But instead, I decided to stop apologizing. I did what I mentioned above: Side with the skeptic when you can, include their critique in the path forward, and transcend the “facts of the matter” with the experience of a transforming community.

When siding with the skeptic, it’s important to listen for stereotypes and pain. People tend to stereotype groups of people who have caused a lot of pain in their lives. Acknowledge the lack of Christ’s compassion in their memories. Choose to not be like the disciple Thomas. You don’t have to probe their wounds to believe something hurtful has happened.

So many times, a person’s outcry against Christianity is rooted in an event of spiritual trauma masked as an apologetic objection. A few examples of this would be abuse of power, hypocrisy, and harmful cultures of shame. All are areas in which we can rightfully express frustration with them. There is nothing to defend here.

When including their critique in the path forward, help them imagine a world where those incongruities between who Jesus is and what they experienced don’t exist. Chances are, such a world is what Jesus envisioned when He instructed His disciples to pray for God’s kingdom “on earth as it is in heaven” (Matthew 6:10).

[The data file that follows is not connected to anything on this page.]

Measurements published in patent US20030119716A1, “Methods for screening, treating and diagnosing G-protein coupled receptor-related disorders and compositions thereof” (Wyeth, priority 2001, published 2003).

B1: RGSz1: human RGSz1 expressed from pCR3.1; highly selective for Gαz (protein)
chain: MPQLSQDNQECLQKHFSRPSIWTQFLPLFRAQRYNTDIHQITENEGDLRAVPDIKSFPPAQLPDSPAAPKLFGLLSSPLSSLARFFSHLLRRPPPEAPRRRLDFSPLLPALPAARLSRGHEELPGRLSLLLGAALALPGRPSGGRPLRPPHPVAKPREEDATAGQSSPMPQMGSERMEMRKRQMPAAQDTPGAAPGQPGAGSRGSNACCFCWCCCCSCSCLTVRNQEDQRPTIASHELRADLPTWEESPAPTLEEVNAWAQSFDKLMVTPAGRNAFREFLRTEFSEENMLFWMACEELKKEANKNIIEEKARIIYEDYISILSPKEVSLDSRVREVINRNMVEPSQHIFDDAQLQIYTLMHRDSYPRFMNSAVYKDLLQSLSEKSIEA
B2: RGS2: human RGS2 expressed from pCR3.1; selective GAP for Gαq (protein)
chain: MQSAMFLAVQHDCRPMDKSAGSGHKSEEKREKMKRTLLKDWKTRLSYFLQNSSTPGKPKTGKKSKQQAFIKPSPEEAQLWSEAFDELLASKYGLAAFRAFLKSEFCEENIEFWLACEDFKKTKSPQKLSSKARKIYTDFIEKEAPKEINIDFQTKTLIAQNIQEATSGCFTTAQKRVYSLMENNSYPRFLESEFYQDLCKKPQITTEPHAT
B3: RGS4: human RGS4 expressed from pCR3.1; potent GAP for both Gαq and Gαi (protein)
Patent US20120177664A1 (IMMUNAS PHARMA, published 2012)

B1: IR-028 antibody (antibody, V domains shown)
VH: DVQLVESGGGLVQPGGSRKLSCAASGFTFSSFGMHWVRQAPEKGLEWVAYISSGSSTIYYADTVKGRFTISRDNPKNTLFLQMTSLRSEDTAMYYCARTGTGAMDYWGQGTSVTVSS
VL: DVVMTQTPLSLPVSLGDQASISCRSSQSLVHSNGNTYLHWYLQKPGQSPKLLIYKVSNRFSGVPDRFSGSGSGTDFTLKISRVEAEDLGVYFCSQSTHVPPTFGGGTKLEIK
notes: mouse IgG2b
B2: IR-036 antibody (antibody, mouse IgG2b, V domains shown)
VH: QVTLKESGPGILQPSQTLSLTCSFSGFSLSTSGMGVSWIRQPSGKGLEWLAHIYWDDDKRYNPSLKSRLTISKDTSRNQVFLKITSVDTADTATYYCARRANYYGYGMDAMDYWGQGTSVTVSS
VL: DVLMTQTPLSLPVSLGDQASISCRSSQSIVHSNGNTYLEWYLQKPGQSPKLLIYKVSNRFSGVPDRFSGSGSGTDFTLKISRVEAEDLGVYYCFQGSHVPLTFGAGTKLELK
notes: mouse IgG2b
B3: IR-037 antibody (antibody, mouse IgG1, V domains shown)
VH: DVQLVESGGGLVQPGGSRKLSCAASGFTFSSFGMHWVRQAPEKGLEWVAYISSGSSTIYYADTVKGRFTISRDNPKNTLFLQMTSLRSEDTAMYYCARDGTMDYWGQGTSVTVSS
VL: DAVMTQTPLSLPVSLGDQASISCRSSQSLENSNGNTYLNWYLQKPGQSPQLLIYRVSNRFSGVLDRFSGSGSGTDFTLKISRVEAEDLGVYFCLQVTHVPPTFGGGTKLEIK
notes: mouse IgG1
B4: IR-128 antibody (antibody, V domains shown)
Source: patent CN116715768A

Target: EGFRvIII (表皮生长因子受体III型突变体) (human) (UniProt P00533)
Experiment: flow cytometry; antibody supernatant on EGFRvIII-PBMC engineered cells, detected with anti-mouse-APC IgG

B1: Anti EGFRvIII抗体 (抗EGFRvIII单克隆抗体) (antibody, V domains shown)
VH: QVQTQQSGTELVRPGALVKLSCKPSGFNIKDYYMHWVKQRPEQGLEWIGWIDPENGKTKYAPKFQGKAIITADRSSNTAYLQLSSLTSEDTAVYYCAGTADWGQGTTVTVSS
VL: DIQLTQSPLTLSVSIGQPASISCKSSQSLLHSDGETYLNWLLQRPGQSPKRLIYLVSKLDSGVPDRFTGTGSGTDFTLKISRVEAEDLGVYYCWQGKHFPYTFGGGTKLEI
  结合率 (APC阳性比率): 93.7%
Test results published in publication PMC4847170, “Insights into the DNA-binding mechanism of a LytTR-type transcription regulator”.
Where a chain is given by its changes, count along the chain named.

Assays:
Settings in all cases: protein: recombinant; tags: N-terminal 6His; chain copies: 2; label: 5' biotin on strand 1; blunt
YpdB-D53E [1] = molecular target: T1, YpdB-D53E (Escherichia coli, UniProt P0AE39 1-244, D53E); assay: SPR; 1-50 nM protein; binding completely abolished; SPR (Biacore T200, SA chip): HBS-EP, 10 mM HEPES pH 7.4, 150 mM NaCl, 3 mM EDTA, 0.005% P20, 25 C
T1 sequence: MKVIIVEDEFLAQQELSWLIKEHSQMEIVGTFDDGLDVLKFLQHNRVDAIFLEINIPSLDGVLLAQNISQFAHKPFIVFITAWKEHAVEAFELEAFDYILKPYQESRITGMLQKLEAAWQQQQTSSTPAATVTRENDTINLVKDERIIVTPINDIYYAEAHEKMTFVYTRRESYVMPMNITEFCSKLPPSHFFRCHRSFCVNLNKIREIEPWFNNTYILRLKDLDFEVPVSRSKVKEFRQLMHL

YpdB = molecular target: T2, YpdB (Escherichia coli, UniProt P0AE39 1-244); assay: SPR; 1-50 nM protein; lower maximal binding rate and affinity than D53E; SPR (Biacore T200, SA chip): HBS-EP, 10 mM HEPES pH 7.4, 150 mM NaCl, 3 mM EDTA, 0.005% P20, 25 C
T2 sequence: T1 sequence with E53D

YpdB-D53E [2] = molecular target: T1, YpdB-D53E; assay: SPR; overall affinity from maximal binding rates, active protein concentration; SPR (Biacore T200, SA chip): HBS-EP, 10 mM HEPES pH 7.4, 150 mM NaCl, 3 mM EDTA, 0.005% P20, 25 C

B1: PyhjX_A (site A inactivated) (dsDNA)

Skeptics are a gift in this way. They help us imagine a more just world where God’s interactions are without interference, where His grace does, in fact, cover a multitude of sins.

Apologetics have missed it on this point. We wield our knowledge of Scripture like a weapon, seeking to defeat the other side with knowledge and irrefutable arguments. What if we used our knowledge instead like a machete in a forest, clearing the path as we journey forward to Christ’s kingdom together?

When transcending facts with experience, it is all about community — a community that extends the tent pegs to welcome in the unbeliever. This sort of community finds a place at the table for the skeptic. It’s a “romance” of sorts when discussions of God are the bridge builder to life with God.

I use the term “romance” in the same way G.K. Chesterton did, to describe a deep feeling of desiring an active and imaginative life, full of wonder and curiosity, and needing a companion for the adventure. This is how Chesterton saw it in his famous work, Orthodoxy:

To show that a faith or a philosophy is true from every standpoint would be too big an undertaking even for a much bigger book than this; it is necessary to follow one path of argument; and this is the path that I here propose to follow. I wish to set forth my faith as particularly answering this double spiritual need, the need for that mixture of the familiar and the unfamiliar which Christendom has rightly named romance.

Once more, Christian, stop apologizing!

There is something that should happen, simultaneously, with cognitive unfolding and community inclusion. People should be included in community as they ask questions. All questions arise from a person, or about a person. They are driven mainly by the experiences we have. Experiences don’t need experts; they need to be engaged.

Influence is proud to partner with Preston Ulmer and The Doubter’s Club on a new series of articles about spiritual conversations with non-Christian friends. The series will appear biweekly on Fridays. Ulmer is founder of The Doubter’s Club and director of network development for the Church Multiplication Network of the Assemblies of God.